South Korea is resuming imports of German pork after suspending them for more than two years following the discovery of African Swine Fever (ASF) in Germany, the German agriculture ministry said on Tuesday.
South Korea, China and other big Asian buyers banned German pork imports after ASF, which is harmless to humans but often fatal to pigs, was found in eastern Germany in September 2020 after spreading from Poland via wild boars.
South Korea has accepted the rationalisation concept, under which only pork imports from the region affected by the disease are restricted, the ministry said. The first three German slaughterhouses and meatpackers have been authorised to resume exports to South Korea immediately.
“Our efforts to achieve a lifting of the restrictions on deliveries of German port to Korea show success,” German agriculture minister Cem Oezdemir said in a statement. “I am very pleased we have been able to make clear that we in Germany have been able to create functioning protection measures against African swine fever.”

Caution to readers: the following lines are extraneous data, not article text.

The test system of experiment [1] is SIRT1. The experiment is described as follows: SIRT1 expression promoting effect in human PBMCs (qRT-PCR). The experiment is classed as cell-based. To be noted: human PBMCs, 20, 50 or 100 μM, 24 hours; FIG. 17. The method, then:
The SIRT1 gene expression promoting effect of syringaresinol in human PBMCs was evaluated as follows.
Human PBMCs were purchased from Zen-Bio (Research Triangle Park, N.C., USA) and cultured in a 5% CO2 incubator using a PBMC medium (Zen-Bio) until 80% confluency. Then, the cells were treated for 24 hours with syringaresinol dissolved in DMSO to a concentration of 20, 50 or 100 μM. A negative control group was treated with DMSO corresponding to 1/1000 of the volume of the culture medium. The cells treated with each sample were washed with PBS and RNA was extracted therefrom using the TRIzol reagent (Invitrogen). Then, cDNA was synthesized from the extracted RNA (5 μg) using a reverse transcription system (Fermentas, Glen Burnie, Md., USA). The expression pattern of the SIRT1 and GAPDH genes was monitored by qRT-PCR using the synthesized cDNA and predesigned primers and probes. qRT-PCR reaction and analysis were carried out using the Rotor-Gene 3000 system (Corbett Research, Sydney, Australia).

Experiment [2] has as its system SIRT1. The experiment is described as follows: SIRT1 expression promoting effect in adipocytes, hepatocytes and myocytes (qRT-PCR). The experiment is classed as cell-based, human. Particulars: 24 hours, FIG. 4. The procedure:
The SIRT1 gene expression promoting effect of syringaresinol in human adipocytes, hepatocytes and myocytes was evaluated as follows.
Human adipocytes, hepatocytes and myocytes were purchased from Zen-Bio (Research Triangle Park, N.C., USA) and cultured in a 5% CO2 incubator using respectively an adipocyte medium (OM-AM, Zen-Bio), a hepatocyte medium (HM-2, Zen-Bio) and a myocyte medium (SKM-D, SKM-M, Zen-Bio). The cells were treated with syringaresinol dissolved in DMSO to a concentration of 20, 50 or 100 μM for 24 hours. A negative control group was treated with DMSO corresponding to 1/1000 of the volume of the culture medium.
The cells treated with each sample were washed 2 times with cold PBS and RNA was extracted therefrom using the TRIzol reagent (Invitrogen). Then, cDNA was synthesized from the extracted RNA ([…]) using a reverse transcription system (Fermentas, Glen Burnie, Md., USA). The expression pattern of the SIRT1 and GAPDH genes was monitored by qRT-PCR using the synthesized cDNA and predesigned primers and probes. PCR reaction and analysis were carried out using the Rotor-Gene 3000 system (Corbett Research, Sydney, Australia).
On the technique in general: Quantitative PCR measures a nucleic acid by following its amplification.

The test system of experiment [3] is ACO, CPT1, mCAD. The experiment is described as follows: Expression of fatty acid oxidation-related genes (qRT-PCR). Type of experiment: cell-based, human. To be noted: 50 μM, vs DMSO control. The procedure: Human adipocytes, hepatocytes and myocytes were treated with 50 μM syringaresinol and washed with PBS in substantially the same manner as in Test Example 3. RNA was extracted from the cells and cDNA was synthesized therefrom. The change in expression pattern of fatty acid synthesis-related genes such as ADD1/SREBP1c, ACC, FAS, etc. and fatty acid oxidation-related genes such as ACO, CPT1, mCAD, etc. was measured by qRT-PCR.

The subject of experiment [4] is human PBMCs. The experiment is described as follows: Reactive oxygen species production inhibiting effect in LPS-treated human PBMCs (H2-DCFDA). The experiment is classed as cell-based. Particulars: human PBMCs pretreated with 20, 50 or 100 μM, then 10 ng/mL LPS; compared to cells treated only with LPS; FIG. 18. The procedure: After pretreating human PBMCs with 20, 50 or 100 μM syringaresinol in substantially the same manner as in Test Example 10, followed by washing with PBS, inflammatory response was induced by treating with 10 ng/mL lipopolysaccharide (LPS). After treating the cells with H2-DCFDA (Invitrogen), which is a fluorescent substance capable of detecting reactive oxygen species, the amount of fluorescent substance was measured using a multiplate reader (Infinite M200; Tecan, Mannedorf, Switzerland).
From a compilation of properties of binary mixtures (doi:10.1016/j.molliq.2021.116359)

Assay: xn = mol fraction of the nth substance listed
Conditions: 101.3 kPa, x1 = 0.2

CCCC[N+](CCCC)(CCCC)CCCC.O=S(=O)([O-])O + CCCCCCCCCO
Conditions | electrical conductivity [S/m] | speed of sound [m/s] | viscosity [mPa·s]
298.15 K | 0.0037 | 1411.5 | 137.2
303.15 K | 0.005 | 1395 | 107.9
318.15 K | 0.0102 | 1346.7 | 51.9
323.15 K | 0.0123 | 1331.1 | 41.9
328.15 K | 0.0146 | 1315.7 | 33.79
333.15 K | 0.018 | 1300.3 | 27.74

The government has worked intensively to contain ASF to east Germany, where it has occurred regularly in wild boars. Cases on farms remain rare but analysts expect China’s pork market to remain closed for years to German pigmeat. Rival EU producer Spain was among those able to pick up fresh business following the Asian bans on German pork.
“We are working to get restrictions on German pigmeat lifted in other countries, especially … China,” Oezdemir said.
South Korea was Germany’s second-largest non-EU pork market after China before the ASF outbreak.
The ministry said Germany exported around 106,000 tonnes of pigmeat to South Korea in 2019 before the outbreak, worth about 298 million euros ($328.04 million).